Should You Bother Using That New Google My Business Feature?

Google adds, changes, and kills off features at a puke-inducing pace.  With the possible exception of AdWords, nowhere is the pace of change faster than in Google My Business.

For local SEOs and others who (try to) keep up with this stuff, one school of thought says you should use every new Google My Business feature early and often, because those doo-dads provide clues as to what Google “likes.”  The other school of thought says (1) it’s never that easy, (2) everything is a trade-off, (3) you have to pick your battles, and (4) the local search results never really change.

I tend to fall into the latter group.

Whenever clients ask whether I suggest spending time on a new Google My Business bell or whistle – or whenever I give them unsolicited advice – I ask a few questions.

Given Google’s long history of changes to the local search results, here are some questions you might want to ask yourself next time a new Google My Business feature rolls out and you consider using it.

1. Do you assume Google probably will take it away?  Sooner or later, that new feature may meet the same fate as custom categories, “Best Ever” badges, tags, “descriptors,” vanity URLs, Helpouts, and Google+, to name a few dead homies.

2. Will you need to skip or dial down another activity to make time for Google’s gizmos?  If you already work on the tough, daunting, open-ended activities with more-definite payoff, then knock yourself out.  Otherwise, you’re pinning your hopes on an “easy win” that’s easy for your competitors to do, too.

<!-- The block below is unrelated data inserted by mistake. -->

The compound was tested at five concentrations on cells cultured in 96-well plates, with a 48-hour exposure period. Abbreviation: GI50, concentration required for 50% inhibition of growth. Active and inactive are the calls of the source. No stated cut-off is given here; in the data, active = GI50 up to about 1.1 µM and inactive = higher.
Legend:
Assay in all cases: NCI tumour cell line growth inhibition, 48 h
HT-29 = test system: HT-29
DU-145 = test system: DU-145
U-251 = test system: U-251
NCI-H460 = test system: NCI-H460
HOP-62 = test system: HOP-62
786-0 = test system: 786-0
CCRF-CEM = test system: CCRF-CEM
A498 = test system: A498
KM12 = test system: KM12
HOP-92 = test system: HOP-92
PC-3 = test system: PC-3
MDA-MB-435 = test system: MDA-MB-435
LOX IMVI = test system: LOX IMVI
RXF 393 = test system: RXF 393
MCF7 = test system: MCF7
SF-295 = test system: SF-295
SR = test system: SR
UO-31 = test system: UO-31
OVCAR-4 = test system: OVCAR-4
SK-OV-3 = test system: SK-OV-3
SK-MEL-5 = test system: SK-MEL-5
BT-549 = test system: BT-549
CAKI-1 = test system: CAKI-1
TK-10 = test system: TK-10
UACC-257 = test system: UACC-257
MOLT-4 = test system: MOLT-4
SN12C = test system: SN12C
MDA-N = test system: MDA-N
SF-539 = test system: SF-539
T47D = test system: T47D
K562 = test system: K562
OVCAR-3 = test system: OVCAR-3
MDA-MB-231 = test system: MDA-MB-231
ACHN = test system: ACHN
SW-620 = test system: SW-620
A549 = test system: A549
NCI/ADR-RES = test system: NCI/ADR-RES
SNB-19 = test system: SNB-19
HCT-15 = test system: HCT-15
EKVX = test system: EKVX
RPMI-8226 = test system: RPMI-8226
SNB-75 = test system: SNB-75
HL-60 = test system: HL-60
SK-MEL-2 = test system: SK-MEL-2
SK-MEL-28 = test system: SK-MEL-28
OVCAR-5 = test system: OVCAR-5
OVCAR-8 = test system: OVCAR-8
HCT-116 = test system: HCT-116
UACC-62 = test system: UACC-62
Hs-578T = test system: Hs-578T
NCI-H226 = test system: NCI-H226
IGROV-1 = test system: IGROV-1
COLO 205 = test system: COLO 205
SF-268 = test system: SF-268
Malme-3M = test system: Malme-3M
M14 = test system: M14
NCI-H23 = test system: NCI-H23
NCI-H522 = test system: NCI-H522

https://www.flickr.com/photos/nilsrinaldi/5158417206/

3. Will you use it even if your competitors start using it?  Can you be an “early adopter” and maybe notice some benefits?  Yeah, maybe.  But then what?

4. Will you keep using it even if it doesn’t seem to help your rankings at all?  If you can think of a plausible scenario in which your use of the new Google My Business feature might impress a customer, then it’s probably a good use of time.

5. Do you have a way to keep your work, so you can repurpose it later if you want to?  I’m thinking of Google+, and how you could post on the Plus page that was “connected” to the page that showed up on Google Maps, and how then Google slowly switched over to posts on Google My Business before shuttering Google+ altogether.   The only thing that’s more of a hassle than filing away whatever content you might post on a Google-owned property is to have to recreate it.